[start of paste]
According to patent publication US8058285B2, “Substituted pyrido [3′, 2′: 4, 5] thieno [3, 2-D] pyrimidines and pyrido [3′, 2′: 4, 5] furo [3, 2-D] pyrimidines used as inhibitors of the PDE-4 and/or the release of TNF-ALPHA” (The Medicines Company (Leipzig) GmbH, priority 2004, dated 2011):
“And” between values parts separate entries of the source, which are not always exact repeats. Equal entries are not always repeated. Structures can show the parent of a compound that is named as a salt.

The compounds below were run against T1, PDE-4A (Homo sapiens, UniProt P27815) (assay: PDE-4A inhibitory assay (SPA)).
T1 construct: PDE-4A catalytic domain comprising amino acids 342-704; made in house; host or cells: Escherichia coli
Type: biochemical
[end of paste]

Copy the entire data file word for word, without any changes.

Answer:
According to patent publication US8058285B2, “Substituted pyrido [3′, 2′: 4, 5] thieno [3, 2-D] pyrimidines and pyrido [3′, 2′: 4, 5] furo [3, 2-D] pyrimidines used as inhibitors of the PDE-4 and/or the release of TNF-ALPHA” (The Medicines Company (Leipzig) GmbH, priority 2004, dated 2011):
“And” between values parts separate entries of the source, which are not always exact repeats. Equal entries are not always repeated. Structures can show the parent of a compound that is named as a salt.

The compounds below were run against T1, PDE-4A (Homo sapiens, UniProt P27815) (assay: PDE-4A inhibitory assay (SPA)).
T1 construct: PDE-4A catalytic domain comprising amino acids 342-704; made in house; host or cells: Escherichia coli
Type: biochemical